One-Punch Man is an ONE & Yusuke Murata joint. It runs in Weekly Shonen Jump (preview pack here), an anthology of boys’ comics that’s currently serializing Tite Kubo’s Bleach, Eiichiro Oda’s One Piece, a colorized version of Akira Toriyama’s Dragon Ball Z, and several other series. The gist is simple and enjoyable: Saitama wanted to be a hero, so he trained. He trained so hard that he actually became capable of ending any fight in a single punch. He dreams of having a glorious, devastating battle, but it doesn’t happen. It can’t happen. He’s too good. He’s Slacker Superman, and he’s in a gag comic.
A big part of my enjoyment of OPM is that ONE & Murata clearly love the same things I do about superheroes and shonen comics, but have no patience for the nonsense that infests both types. So OPM feels very lean and easy-going, but explodes into incredibly enjoyable high action.
Chapter twenty-six came out this week and is the finest cape comic I’ve read in ages. I try to avoid hyperbole, and that sounds hyperbolic, but dig:
Mumen Rider is a Class C hero. His power is that he has a bicycle and moves like JUSTICE CRASH!, where he throws a bicycle at someone, or JUSTICE TACKLE!, when he tackles someone. He’s a normal dude with a heart of gold, but hearts of gold and bicycles only take you so far against a nigh-invincible Deep-Sea King. A wise man knows his limitations and acts accordingly.
The Deep-Sea King, he of the heart nipples and massive strength, has spent the past few chapters tearing through every hero in sight, including ones with names. He hammers Genos, Saitama’s cyborg sorta sidekick, and is ready to finish the job when a JUSTICE CRASH! grabs his attention. He manhandles Mumen Rider, Looney Tunes-style, by simply intercepting an attack and beating Mumen Rider against the ground repeatedly.
But Mumen Rider stands up again.
What makes a hero? Is it the powers? The tortured past? The borderline-authoritarian insistence that you know right from wrong better than anyone else? Or is it something else? For me, growing up, it was scenes like this, when someone looks at injustice, holds up a hand, and says “No,” no matter the risk that entails. It echoes through Frank Miller’s Sin City, the Michelinie/McFarlane Spider-Man, and even a little bit in Jim Lee-era X-Men. It’s all over Hiromu Arakawa’s Full Metal Alchemist. You can see it in real life heroes. A hero is someone who is willing to throw their life away to protect someone else, regardless of their level of skill or destiny. You get up out of your seat and on your feet and you tell them people “No.”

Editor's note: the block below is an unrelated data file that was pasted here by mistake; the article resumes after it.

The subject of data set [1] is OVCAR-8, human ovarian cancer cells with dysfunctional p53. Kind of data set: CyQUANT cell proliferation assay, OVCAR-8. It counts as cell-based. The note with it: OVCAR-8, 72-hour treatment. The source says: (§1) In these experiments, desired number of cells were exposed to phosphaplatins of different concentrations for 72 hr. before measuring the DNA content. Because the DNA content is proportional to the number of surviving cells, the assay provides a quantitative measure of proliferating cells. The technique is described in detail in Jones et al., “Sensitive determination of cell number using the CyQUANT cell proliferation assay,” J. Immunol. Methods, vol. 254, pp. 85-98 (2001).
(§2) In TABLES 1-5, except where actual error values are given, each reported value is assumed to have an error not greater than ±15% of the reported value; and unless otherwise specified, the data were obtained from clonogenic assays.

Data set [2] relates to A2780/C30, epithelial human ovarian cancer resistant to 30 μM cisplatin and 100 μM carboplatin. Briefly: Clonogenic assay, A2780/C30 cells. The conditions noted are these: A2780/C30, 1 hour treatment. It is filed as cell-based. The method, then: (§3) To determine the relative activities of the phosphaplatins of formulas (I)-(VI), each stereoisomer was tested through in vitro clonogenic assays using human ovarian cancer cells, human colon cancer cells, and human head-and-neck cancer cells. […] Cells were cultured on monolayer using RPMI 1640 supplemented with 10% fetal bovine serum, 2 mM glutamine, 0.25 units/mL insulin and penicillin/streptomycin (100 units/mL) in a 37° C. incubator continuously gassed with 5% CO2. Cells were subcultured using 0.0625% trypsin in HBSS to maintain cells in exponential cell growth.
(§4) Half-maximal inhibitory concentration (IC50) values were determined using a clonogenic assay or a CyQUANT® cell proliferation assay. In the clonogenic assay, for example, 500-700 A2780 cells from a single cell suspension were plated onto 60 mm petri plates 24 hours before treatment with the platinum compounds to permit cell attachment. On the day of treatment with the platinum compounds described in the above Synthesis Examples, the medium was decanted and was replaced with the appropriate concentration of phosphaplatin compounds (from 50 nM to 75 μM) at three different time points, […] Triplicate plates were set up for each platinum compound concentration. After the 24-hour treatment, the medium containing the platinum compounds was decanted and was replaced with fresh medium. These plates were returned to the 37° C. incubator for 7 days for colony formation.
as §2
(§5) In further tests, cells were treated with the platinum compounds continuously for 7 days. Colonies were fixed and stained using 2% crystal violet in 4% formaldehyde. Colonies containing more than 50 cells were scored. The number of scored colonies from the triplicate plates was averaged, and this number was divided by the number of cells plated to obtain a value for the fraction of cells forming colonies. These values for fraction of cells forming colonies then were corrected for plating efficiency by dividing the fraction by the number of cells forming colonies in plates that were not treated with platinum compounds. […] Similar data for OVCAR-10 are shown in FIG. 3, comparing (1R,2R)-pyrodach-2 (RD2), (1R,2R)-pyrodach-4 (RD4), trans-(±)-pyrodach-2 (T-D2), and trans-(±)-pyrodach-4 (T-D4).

That near-suicidal courage is inspiring. It’s a reminder that we’re not alone, that we’re all in this together, and that one man can make a difference if he tries. It’s hope. Something works as it should in our fallen world. And so:
When Mumen Rider showed up, these people were excited, but confused. They’re locked in a shelter to hide from Deep-Sea King’s attack, and they’ve seen him utterly dominate another, higher-ranked hero. They know that Mumen Rider has no chance. But a little bit of courage, a little bit of confidence, goes a long way. They believe because he believes.
Mumen Rider has no chance. Deep-Sea King clobbers him effortlessly. But in taking a stand, Mumen Rider did exactly what a hero should do. He held the line.
Saitama catches Mumen Rider before he falls. Saitama tells him “Good job. Nice fight,” and carefully lays him on the ground. Saitama understands and respect sacrifice. In a way, Mumen Rider is the hero Saitama wishes he could be. He wants that glory. So he treats Mumen Rider with the respect and tenderness that he has not just earned, but deserves.
There’s a few pages left after this sequence, but that panel of Saitama catching Mumen Rider? That’s the real cliffhanger. That’s what’s going to get you hype, because it’s a moment for you to reflect. You know that Saitama is invincible. You know that he only gets beaten in his dreams. You know that he’s a little dumb, but genuinely kind. You know that he’s a hero. You know that heroes win, especially in cape comics, and you know exactly how Saitama wins his fights.
Deep-Sea King has caused a massive amount of destruction, shown a callous disregard for life, and generally acted a fool because he can’t be stopped. He’s a bully.
Here comes Justice.